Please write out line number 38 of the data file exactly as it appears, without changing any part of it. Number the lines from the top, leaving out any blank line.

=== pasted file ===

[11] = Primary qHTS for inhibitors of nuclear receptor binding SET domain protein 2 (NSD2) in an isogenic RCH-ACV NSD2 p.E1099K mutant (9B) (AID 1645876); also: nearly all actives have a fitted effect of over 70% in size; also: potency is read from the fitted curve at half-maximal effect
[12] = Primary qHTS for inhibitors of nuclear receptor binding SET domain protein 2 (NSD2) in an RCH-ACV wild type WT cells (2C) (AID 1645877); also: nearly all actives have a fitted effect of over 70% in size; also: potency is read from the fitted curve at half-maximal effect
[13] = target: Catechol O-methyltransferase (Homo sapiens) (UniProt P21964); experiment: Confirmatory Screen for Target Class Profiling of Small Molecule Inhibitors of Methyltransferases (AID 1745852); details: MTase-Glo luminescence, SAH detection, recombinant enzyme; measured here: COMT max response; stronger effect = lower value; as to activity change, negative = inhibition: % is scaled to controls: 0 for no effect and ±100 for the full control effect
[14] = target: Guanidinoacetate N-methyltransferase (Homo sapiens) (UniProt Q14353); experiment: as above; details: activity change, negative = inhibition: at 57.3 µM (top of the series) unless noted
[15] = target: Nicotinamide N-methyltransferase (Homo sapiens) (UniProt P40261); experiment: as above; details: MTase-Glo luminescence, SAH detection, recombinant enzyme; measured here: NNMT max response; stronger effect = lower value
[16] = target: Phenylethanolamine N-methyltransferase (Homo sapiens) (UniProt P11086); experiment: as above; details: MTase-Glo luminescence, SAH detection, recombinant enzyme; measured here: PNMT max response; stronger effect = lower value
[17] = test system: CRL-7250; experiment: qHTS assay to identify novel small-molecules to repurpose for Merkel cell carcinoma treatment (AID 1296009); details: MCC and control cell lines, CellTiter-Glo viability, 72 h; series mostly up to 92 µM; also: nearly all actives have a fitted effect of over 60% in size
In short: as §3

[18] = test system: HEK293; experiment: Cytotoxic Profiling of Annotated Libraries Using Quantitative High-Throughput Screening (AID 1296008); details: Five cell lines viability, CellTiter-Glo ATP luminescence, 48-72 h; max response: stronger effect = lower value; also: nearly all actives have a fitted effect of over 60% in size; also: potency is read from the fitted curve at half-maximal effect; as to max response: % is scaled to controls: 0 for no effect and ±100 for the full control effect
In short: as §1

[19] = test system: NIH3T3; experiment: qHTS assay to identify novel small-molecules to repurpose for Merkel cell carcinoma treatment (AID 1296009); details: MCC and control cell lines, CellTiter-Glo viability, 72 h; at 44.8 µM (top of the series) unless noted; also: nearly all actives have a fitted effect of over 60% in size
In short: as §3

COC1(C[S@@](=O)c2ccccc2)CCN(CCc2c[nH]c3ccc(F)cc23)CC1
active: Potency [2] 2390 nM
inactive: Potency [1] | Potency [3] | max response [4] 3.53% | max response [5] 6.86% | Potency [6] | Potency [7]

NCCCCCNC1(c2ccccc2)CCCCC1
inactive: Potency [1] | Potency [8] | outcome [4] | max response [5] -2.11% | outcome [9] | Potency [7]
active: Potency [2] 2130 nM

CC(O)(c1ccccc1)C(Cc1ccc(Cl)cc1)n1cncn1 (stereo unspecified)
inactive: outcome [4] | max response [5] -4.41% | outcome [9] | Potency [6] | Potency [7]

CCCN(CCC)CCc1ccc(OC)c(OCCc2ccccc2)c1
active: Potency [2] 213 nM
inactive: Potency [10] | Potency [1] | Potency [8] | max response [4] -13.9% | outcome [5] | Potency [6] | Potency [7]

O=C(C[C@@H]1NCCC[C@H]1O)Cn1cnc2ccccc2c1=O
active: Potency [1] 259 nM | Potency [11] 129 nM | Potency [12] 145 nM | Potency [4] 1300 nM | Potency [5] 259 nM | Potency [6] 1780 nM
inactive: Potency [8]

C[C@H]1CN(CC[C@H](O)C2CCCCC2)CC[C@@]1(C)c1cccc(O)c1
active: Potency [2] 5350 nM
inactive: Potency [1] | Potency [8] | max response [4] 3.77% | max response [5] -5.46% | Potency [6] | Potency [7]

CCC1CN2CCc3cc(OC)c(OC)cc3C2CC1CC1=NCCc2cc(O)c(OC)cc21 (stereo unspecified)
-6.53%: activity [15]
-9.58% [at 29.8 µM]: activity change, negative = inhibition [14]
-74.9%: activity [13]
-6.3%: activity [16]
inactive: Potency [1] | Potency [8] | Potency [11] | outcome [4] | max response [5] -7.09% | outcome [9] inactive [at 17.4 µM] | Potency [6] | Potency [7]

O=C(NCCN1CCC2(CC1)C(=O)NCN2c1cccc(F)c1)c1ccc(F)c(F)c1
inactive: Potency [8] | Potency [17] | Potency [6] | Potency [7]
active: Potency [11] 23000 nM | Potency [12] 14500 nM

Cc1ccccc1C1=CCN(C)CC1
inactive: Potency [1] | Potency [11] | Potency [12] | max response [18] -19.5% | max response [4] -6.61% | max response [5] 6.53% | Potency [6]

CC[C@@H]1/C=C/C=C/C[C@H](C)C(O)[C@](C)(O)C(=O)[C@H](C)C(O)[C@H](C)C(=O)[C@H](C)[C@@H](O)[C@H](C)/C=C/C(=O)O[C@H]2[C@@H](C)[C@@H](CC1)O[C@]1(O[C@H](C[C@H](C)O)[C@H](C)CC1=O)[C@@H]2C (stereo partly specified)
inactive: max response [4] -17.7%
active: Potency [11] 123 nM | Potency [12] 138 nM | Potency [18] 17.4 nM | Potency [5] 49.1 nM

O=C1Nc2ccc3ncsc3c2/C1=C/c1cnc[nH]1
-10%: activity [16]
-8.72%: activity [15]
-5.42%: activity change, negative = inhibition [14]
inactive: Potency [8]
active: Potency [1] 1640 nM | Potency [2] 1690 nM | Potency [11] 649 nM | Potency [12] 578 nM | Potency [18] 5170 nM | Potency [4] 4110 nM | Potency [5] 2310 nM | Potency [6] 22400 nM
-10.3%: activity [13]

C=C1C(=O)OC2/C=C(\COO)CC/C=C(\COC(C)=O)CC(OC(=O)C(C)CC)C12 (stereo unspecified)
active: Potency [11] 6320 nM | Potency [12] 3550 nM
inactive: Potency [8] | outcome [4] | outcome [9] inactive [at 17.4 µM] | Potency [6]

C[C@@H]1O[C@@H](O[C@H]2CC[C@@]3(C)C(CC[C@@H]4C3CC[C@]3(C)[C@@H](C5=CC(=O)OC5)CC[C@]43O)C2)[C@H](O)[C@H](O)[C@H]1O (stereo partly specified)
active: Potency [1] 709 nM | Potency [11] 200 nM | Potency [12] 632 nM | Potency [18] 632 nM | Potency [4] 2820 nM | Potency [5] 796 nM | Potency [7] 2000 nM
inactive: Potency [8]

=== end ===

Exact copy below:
active: Potency [11] 23000 nM | Potency [12] 14500 nM